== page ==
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In the Pacific Ocean, longliner boats typically fish for tuna or swordfish, not shark. Boat crews spend weeks on the high seas, setting out fifty miles of line at night with baited hooks every 200 feet. As the boat begins to move, a reel that resembles a massive cotton spool pulls the line in. The crew checks the hooks as they pass by, tossing tuna into the hull and "bycatch," such as drowned turtles and birds, back into the sea.
Hooked sharks present a more complicated task. The crew usually lops off the four valuable fins and part of the tail, then throws the animal overboard, all before the next hook comes in. If the shark is alive, they strike it with a quick blow to the spinal column. But in the assembly-line rush, they do not always aim correctly. Often, the animal is hacked apart as it thrashes, and then is plunged back into the water to bleed to death on the ocean floor.
In many ways, sharks are victims of their own evolutionary success. Thanks to their incredibly sensitive sense of smell, these predators can hone in on baited hooks from miles away. According to a 2006 study published in the scientific journal Ecology Letters that is widely viewed as the definitive count of shark fins in the global market, 23 to 73 million sharks are killed annually to supply the fin trade.
For longliners, about 95 percent of a shark's carcass is trash — not worth the effort or the space it would occupy in the ship's hull. Why? Shark meat is suffused with urea. A primeval animal with a primitive kidney system, sharks carry urine in their blood. McCosker explained that if the animal is not bled out, gutted, and frozen shortly after death, it becomes impossible to clean.
And even if fishermen go through the hassle of properly cleaning shark meat, it's essentially worthless on the global market. In 2006, the Pacific Islands Forum Fisheries Agency — a fishery management group — concluded: "Fins are by far the most valuable part of the shark. Low prices or non-existent markets for shark meat discourage further retention."
Indeed, shark meat exported from the United States goes for only $1 a pound — fifty times less than shark fin. "Even if markets could be found for shark meat," the Fisheries Agency report continued, "certain biological characteristics make it unlikely that [commercial] vessels would take the time to properly handle and store sharks caught."
Sharks meat, in other words, just isn't worth it for most fishermen. In fact, Costco — contrary to Yee's claim — stopped carrying shark meat years ago because of lack of demand, according to the chain's US seafood buyer. More recently, the chain agreed not to carry shark or a host of other threatened fish in the future because of environmental concerns. Safeway and other major supermarket chains do not carry the meat for similar reasons. Berkeley Bowl sometimes sells mako shark for $7.49 a pound, but the store has trouble maintaining a consistent inventory.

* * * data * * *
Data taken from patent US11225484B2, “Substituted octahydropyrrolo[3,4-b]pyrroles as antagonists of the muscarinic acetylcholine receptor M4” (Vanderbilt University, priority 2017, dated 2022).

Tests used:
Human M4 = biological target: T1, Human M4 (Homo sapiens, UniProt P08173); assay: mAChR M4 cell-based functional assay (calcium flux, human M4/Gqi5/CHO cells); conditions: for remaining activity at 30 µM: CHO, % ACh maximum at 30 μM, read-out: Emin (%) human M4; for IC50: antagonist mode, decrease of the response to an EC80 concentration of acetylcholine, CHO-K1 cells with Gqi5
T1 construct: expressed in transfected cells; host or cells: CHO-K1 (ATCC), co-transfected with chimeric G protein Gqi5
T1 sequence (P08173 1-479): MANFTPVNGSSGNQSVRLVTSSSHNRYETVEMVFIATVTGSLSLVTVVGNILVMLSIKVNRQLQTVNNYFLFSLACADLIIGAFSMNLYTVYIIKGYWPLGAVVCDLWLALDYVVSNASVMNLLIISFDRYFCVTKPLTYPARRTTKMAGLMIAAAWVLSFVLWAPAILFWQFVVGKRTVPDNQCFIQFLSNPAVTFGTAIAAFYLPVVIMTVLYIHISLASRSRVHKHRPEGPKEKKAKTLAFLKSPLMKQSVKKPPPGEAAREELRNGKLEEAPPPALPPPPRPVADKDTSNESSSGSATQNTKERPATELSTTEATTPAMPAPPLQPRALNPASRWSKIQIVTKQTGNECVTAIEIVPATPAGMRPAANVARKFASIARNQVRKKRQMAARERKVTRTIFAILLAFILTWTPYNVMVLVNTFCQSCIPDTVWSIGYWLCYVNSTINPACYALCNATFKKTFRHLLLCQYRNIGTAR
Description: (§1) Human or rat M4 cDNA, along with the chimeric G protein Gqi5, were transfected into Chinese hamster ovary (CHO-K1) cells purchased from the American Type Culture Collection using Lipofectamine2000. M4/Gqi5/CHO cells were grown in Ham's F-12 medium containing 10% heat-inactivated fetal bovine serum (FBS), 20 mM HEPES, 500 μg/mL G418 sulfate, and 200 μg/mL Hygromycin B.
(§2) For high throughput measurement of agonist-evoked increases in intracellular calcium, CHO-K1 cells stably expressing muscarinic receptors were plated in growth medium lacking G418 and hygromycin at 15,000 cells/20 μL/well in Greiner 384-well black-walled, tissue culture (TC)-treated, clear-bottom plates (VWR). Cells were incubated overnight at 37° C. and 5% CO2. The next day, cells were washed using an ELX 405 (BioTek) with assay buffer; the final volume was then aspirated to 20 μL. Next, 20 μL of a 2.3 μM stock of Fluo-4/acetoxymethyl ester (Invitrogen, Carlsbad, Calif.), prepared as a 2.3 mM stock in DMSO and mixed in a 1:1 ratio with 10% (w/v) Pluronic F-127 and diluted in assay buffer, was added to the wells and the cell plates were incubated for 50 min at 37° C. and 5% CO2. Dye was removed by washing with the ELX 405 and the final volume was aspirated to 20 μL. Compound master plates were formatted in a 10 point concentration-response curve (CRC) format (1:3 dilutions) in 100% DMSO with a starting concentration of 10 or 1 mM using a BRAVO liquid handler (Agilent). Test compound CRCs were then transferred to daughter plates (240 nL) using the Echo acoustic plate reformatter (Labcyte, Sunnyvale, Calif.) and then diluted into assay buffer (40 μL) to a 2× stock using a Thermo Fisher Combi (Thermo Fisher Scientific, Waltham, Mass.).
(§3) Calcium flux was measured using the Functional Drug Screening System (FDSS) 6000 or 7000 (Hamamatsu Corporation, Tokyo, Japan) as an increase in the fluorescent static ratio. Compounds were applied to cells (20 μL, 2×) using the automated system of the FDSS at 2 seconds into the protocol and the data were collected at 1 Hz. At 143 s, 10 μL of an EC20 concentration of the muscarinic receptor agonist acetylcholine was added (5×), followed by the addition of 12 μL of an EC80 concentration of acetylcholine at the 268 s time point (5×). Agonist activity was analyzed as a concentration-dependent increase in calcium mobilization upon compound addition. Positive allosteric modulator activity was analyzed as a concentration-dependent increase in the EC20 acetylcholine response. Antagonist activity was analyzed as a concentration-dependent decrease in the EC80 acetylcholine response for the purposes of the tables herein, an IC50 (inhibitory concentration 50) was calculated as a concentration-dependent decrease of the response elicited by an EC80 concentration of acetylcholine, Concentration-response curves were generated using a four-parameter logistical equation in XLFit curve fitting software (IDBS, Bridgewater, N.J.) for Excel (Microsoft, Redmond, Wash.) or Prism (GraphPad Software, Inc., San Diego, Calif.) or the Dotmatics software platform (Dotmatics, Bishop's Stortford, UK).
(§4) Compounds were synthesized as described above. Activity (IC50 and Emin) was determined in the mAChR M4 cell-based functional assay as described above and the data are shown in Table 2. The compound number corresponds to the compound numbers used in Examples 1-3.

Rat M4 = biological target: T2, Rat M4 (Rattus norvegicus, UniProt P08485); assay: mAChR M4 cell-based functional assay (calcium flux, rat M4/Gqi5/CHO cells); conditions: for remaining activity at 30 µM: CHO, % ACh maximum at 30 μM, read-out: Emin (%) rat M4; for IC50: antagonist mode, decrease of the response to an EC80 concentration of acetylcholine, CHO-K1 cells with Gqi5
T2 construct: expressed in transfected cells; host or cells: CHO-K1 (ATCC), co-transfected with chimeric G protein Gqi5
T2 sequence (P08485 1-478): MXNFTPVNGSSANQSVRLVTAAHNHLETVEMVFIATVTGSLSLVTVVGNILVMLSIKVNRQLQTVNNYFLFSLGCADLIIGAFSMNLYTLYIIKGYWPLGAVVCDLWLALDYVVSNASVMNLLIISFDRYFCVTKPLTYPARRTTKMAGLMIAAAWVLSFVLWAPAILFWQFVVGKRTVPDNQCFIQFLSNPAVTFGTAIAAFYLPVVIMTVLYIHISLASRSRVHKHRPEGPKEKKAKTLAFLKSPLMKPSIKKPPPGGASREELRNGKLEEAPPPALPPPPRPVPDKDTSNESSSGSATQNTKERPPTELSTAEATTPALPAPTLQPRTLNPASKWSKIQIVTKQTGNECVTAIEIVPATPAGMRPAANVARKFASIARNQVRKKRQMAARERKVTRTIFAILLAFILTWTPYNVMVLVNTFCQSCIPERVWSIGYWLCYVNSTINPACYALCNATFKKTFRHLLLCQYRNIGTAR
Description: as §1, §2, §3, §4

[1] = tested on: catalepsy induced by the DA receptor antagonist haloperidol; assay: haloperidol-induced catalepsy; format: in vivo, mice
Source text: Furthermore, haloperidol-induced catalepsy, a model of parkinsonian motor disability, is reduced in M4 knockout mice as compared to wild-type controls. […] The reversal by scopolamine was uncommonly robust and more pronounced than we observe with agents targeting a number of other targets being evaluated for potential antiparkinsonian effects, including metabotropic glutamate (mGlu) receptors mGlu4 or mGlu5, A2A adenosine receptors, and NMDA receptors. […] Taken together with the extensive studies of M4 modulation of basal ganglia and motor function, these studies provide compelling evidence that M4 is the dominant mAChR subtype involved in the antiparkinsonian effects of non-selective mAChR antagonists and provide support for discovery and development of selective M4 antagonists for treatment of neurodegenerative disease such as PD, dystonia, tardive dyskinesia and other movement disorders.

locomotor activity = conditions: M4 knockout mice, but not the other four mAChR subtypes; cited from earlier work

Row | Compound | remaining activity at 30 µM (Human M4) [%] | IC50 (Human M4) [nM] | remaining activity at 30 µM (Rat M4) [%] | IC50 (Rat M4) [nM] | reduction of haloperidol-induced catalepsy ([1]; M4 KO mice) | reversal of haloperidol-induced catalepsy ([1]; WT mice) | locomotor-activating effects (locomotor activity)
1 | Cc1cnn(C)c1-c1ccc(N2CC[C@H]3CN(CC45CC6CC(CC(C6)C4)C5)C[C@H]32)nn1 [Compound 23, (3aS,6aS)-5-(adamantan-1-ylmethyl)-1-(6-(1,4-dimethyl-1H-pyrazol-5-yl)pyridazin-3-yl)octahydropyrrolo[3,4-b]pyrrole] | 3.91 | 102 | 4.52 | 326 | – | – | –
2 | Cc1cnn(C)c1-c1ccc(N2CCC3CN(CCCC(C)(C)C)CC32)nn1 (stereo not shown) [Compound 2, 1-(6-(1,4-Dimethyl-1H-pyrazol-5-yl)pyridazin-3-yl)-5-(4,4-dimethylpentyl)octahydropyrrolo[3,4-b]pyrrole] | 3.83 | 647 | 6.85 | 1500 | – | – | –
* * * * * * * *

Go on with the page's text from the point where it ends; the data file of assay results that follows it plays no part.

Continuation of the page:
Fins, by contrast, are highly valuable, and because they can be air-dried on the ship's rigging and stored compactly, they're essentially free money. "Because there's such a high profit margin," Chin noted, "fishermen would be fools not to take the fins."'
Typically, when the longline boat docks, the captain distributes the fins among the crew as a bonus. Dealers buy them at port with cash in hand, and send them in crates to Hong Kong for processing. Once they are packaged for trade, the fins are shipped around the world.
Environmentalists recognize that longlining, popularized in the 1970s, is here to stay. But they would like longline fishermen to tie their hooks with nylon, which only sharks can bite through, or to stop setting lines at night, when sharks feed. As long as sharks keep getting hooked, their fins will be hacked off and their bodies discarded to save space for more valuable catch.
In fact, the evidence of the brutal shark fin trade is overwhelming. According to the most recent report from the Food and Agriculture Organization of the United Nations, published in 2005, of all sharks reeled in at sea, more than 92 percent are ultimately thrown overboard. The discard rate for sharks is more than ten times higher than the rate for marine life as a whole.
A study from Imperial College London found that even when sharks are not finned and tossed overboard, much of their meat goes to waste. The study compared the weight of all shark carcasses brought in from sea annually to the weight of all shark products sold on the global market each year. Although researchers found evidence that there has been some increase in worldwide shark meat consumption over the last several decades, they concluded that at least two-thirds of viable shark meat that comes into port never reaches the marketplace.
In addition, a 2006 Pacific Islands Forum Fisheries Agency that involved scientific observers on longline fishing boats in the tropics found that between 59 and 76 percent of the sharks captured were finned. The deeper the line, the more likely that sharks were hooked, had their fins hacked off, and then were dumped back in the ocean to die.
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